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'Reflections of Family Camping Trips'

I started camping after I was married. After I had my first child. When I was six and a half months pregnant with my second child. People thought I was crazy. But I'd never had the opportunity to camp, whereas my husband had camped every summer as a child. He was feeling homesick for camping, and I – pregnant and all – was game to try it.

With a tent and an inflatable mattress, we set off for California's Big Sur Coast. I stayed awake most of the first night, worrying that a gang of misfit chipmunks, led by an intrepid raccoon, would rip through our tent walls and dive into our snacks. By the second night, my imagination calmed down and I started to get the hang of it. And by the third day, I was hooked. We've been camping ever since.

My husband, our children, and I have been making wonderful family camping memories for the past 11 years: Songs and impromptu talent shows by the campfire under the stars. Meals beneath a canopy of trees. Hikes to lakes and waterfalls. We love to reminisce about these happy, family-bonding camping moments.

Some of our memories are kind of funny, especially from those early years when our kids were little and I still didn't know what I was doing. When we camped along Chalk Creek in central Colorado, I was enraptured by the stunning beauty that surrounded us. I was also paranoid that our youngest, only 10 months old but already walking, would fall into the creek. Not that it was a dangerous creek, with its maximum depth of a whopping two inches.

But I wasn't about to take chances, so I tied a rope around his waist to keep him tethered to our site. That lasted about 12 minutes. He was miserable, and his crying let the whole campground know it. So instead I kept a close eye on him. It worked – he didn't end up in the creek. My three-year-old, however, did. She was soaked. Thank goodness for the extra clothes we'd packed.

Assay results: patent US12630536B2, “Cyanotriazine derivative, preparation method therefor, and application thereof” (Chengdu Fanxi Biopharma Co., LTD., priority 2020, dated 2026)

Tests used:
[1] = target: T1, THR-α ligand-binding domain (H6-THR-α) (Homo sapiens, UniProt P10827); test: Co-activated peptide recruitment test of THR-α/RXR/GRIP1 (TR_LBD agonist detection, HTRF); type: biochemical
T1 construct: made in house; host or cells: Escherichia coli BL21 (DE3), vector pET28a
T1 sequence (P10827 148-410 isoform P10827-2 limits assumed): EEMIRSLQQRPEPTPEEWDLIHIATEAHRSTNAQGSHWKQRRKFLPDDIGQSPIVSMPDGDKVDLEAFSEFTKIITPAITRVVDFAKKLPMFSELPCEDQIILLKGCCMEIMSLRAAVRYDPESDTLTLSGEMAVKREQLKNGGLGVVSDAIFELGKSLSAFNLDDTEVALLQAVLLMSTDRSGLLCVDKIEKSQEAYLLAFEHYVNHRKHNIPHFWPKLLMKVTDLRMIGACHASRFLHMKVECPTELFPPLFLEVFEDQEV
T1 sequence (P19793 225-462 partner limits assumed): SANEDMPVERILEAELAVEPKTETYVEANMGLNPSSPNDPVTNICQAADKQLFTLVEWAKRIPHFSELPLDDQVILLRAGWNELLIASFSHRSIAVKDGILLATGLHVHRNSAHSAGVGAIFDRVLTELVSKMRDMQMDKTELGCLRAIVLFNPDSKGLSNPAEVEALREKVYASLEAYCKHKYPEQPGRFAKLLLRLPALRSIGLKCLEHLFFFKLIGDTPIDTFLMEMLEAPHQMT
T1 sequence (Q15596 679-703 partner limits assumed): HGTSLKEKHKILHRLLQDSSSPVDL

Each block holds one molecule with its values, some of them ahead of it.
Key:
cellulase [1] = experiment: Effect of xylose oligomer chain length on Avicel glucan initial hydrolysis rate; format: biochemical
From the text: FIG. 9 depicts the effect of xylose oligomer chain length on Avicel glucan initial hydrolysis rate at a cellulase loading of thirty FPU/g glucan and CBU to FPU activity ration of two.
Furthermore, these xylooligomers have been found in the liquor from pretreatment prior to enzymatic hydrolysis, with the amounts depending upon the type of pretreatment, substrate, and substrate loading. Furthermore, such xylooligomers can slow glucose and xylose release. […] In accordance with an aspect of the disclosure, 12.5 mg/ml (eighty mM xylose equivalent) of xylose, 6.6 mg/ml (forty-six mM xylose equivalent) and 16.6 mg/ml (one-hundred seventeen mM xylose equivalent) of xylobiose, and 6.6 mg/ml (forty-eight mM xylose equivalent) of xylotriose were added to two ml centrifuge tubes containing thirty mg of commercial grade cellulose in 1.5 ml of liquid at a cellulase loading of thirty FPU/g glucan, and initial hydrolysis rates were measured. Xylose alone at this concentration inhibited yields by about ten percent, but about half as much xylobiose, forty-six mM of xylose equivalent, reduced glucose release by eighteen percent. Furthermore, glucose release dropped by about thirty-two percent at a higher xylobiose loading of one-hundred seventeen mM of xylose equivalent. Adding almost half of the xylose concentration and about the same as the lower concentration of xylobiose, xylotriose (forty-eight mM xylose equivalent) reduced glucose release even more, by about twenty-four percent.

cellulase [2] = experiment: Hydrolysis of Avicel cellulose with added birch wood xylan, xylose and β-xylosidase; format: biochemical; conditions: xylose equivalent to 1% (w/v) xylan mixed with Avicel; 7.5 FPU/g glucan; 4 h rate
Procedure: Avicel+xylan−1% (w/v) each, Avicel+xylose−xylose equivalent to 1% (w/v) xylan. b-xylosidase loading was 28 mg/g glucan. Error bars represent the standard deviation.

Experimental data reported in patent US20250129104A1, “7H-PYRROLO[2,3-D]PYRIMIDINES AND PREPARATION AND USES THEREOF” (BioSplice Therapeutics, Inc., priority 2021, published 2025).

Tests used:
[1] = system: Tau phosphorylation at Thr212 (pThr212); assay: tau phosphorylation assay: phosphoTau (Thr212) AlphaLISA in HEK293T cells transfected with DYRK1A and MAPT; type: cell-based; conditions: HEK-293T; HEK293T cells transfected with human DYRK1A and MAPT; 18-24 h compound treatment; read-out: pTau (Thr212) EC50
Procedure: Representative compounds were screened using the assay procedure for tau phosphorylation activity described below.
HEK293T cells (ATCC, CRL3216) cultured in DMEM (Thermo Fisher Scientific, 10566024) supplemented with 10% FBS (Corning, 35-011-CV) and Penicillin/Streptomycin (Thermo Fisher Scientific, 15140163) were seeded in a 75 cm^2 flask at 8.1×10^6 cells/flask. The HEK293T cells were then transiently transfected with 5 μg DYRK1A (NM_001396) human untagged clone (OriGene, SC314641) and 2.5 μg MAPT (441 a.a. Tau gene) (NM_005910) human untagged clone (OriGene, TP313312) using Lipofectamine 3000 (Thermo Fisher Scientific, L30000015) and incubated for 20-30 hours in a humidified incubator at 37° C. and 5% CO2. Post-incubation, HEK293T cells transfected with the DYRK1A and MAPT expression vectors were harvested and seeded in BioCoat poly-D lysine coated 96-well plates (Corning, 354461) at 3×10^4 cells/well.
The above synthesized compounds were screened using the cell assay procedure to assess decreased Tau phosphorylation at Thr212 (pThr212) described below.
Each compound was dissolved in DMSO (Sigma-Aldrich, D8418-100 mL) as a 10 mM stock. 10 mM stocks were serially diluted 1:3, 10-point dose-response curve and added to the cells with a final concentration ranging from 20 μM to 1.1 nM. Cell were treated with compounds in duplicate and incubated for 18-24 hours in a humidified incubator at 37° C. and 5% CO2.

We've had many other adventures, like the time we rented a little boat in southern Colorado's Vallecito Lake. The sky was blue and clear when we headed out. But storms move in fast in the Colorado mountains, and this one quickly interrupted our tranquil morning excursion. The wind whipped up, dark clouds surrounded us, and lightning flashed to the south.

My husband quickly put his fishing gear down and yanked on the motor. Nothing. He tried again. And again. No luck. We were stranded in the middle of the lake with a dead motor and no paddle, watching every other boater pull safely back into dock ahead of us as the storm grew at an alarming pace. Then I looked across the lake and couldn't believe my eyes. A twister had formed, spewing up water furiously as it headed straight for us.

The kids and I hunkered down as my husband kept pulling the motor's cord. The twister zigged and zagged, getting to a hundred feet away from us before changing course. It passed us by, reached the other end of the lake, and fizzled out just as mysteriously as it had appeared. As we all sat there stunned, a fisherman and his son pulled up, tossed us a rope, and towed us back. We were safe.

We've weathered more storms through the years, and we've enjoyed more blue skies and starry nights, too. And every year, when my husband pulls our pop-up camper (yes, we've upgraded!) out of the garage, we're suddenly filled with a sense of excitement and anticipation, wondering what camping fun and adventure we'll experience next.

This summer, we're taking our camper back to where it all started for me – Big Sur. I can't wait for our kids to see the surreal coastline and giant trees. This time, though, I don't think I'll be losing sleep over chipmunks.
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